By Anna Merlan
By Lee Escobedo
By Alice Laussade
By Scott Reitz
By Claire Lawton
By Kiernan Maletsky
By Anna Merlan
Depardieu is equally winning. I know women who refuse to see his movies because he has admitted to the crimes of his own misspent youth, including rape. It would be a shame to let his past shade what is one of his most open and likeable performances to date. Because he is Albert's own imagination, his conscience, Bogus has many self-imposed limitations that the film adheres to rather admirably. When Harriet tricks Albert by pretending to see Bogus--miming his departure--Osment and Depardieu express the same relief and bewilderment upon his eventual return, and remind themselves never to be fooled again by Harriet. It's an enchanting little scene made even more amusing by Depardieu's frisky mischievousness. He seems to be enjoying himself immensely, and the fun is infectious.
Although Goldberg gives a capable performance, Harriet tends toward stereotype more than any other major character. She admits to having no maternal instincts, and although she tried to make life pleasant for Albert--she buys fish sticks, Mickey Mouse soap, and Big Bird bubble bath--she has nothing more than a surface familiarity with what it takes to nurture a child. She lacks the human connection: hugs, praise, and affection. We can't understand her reluctance to embrace Albert, and while that hesitance eventually gets addressed, it never rings completely true.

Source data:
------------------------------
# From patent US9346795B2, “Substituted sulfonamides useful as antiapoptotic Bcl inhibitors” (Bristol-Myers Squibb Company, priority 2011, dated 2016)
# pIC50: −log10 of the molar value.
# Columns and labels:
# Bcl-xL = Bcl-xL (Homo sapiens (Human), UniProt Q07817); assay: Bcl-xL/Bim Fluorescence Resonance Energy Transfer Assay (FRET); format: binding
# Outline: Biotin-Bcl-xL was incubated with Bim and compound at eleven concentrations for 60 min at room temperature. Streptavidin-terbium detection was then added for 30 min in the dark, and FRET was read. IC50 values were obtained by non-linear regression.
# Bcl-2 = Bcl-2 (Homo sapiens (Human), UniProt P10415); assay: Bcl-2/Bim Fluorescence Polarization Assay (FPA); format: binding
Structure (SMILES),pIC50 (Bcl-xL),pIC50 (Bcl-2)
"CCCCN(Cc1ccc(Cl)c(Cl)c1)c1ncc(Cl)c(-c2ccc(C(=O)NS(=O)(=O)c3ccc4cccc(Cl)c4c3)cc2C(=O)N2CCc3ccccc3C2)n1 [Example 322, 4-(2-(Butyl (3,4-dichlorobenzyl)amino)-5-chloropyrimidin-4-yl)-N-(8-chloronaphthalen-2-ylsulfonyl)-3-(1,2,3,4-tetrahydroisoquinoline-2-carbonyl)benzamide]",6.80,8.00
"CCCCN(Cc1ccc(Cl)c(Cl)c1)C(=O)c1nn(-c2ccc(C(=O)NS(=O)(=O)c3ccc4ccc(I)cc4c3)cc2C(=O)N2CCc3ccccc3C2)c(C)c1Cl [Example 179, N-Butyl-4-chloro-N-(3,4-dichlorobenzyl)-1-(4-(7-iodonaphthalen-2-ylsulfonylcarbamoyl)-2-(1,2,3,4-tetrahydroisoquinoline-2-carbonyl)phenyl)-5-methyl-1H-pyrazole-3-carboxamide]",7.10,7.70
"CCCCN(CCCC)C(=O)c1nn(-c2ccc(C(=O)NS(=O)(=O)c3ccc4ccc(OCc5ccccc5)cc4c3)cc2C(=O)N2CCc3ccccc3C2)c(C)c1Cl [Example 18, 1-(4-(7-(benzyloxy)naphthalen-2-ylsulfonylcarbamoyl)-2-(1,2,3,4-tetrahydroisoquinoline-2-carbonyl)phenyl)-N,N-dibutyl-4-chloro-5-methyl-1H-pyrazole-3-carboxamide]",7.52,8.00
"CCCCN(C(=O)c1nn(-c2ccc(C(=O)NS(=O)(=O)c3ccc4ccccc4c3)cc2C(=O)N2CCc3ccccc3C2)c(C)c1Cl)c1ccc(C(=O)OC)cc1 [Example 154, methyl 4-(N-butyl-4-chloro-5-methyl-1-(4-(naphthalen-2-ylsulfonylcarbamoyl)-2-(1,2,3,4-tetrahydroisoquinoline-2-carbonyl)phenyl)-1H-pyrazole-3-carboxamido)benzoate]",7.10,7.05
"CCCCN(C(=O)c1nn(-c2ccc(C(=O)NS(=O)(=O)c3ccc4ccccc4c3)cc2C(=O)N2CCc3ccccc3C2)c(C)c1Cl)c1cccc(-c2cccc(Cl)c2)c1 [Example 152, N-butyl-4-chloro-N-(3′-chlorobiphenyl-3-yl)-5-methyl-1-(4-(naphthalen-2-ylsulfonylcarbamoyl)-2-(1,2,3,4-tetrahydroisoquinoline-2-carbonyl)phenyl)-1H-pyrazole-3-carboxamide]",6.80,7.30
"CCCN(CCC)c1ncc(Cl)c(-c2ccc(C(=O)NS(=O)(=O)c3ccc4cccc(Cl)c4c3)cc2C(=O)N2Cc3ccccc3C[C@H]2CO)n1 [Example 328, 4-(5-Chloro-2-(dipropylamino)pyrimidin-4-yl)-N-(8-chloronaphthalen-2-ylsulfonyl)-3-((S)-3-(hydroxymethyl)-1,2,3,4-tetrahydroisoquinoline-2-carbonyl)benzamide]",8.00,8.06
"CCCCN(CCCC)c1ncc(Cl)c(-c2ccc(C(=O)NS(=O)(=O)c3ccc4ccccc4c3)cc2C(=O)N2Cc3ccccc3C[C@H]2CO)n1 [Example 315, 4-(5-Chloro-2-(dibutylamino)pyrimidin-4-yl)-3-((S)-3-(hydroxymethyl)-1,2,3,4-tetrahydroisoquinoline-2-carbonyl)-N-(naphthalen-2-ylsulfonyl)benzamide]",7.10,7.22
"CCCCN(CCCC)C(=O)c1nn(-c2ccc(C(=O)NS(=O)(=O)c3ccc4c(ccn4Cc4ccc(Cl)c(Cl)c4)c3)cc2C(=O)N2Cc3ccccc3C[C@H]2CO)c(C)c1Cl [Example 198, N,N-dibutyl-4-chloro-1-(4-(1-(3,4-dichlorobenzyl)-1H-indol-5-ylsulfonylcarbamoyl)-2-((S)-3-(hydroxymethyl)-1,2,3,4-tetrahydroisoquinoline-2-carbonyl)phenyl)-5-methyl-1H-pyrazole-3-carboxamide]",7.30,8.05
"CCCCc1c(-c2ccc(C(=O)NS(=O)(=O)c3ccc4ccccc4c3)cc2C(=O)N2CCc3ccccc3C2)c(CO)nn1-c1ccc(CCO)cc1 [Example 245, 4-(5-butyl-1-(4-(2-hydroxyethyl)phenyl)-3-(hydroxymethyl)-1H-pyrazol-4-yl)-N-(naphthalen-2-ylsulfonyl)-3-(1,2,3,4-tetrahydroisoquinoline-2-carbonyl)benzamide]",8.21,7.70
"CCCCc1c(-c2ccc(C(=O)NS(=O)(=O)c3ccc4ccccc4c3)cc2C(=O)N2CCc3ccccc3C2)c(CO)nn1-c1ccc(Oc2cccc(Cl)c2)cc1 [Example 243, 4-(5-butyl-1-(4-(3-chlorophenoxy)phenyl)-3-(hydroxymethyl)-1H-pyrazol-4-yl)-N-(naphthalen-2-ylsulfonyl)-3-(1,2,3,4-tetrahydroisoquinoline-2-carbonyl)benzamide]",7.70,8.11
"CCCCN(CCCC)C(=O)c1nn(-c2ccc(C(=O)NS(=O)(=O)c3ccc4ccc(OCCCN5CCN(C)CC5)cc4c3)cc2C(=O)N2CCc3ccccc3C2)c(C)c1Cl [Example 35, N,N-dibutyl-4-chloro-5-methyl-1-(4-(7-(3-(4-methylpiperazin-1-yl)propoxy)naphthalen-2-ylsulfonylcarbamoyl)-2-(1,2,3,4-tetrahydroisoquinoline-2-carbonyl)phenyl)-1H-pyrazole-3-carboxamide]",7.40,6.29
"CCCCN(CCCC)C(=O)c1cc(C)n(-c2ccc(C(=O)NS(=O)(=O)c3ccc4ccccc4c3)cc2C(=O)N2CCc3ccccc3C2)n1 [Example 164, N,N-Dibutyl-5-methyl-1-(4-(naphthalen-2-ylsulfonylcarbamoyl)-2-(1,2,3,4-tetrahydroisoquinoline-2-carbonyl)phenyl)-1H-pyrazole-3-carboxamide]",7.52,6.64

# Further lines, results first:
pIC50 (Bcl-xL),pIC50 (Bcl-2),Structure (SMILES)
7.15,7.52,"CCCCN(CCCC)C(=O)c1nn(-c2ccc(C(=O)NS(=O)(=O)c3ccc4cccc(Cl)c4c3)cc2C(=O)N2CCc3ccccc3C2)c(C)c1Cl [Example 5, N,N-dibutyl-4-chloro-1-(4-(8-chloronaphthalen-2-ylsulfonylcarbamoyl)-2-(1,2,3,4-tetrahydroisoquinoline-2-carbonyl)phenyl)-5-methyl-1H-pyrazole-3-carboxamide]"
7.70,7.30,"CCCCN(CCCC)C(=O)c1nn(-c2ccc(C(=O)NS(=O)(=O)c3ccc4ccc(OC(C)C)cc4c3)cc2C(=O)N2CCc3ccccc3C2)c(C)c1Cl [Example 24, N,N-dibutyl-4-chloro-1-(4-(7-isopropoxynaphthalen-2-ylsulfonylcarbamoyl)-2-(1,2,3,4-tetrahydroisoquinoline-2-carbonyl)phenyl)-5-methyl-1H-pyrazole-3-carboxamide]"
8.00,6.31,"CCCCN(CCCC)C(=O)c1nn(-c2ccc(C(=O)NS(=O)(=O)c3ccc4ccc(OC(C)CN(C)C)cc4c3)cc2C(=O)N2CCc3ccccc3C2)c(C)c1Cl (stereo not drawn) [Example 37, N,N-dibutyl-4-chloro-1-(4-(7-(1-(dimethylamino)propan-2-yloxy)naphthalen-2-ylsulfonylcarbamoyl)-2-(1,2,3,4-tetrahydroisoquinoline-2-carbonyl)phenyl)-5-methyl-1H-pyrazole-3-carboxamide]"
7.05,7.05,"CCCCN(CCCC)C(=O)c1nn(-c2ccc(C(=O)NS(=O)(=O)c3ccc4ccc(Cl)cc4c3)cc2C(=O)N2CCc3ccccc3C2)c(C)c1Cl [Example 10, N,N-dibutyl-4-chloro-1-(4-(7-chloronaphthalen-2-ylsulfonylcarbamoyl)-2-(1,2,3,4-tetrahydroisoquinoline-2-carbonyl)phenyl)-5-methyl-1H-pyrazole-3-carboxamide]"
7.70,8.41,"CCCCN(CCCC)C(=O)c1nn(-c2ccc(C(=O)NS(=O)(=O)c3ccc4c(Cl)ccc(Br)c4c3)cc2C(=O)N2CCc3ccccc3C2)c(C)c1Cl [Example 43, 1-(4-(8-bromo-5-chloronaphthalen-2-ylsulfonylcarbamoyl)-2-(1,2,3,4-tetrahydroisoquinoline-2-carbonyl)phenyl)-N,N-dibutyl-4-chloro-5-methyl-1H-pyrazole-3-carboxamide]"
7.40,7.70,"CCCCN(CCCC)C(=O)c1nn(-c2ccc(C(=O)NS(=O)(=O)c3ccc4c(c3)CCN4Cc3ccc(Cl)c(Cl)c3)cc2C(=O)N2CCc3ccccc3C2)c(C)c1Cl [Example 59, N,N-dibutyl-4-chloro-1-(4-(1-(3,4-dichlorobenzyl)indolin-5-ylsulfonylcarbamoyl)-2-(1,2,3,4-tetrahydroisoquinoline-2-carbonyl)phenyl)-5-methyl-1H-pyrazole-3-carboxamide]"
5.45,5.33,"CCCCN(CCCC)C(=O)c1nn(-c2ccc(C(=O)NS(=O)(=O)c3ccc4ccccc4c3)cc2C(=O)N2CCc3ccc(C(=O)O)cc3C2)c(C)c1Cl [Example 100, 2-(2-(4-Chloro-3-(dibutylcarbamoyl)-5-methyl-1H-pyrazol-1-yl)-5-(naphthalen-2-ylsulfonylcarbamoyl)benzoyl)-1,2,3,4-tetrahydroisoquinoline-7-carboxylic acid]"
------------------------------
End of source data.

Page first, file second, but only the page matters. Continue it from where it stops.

Bogus takes a few misguided stabs at being intentionally magical, and on the whole these are the weakest parts of the movie; near the end, sentiment gushes like a burst artery. One of the two big dream sequences in particular grinds the film to a halt, and Bogus could have done without the clip from Harvey, as well; that's always a risky venture--paying tribute to better, similar movies. Still, you can't fault Jewison for wearing his heart on his sleeve any more than you can complain about how the enormous moon dominated the night scenes in Moonstruck.
For me, there are only a few real, unabashedly effective tear-jerkers, the kind that touch you because you really care for the characters, and because the actors' emotions seem sincere: Steel Magnolias, Terms of Endearment, Kirk's eulogy for Spock in Star Trek II, the closing scene from Schindler's List. Bogus stands at the heels of these giants, but it passes the hardest test yet devised for recommending this sort of movie: I look at the couple sitting in front of me to see if the man openly cries at least once, yet by the end still seems to enjoy the movie. Works every time.
Bogus. Warner Bros./Regency. Whoopi Goldberg, Gerard Depardieu, Haley Joel Osment. Written by Alvin Sargent. Directed by Norman Jewison. Now showing.
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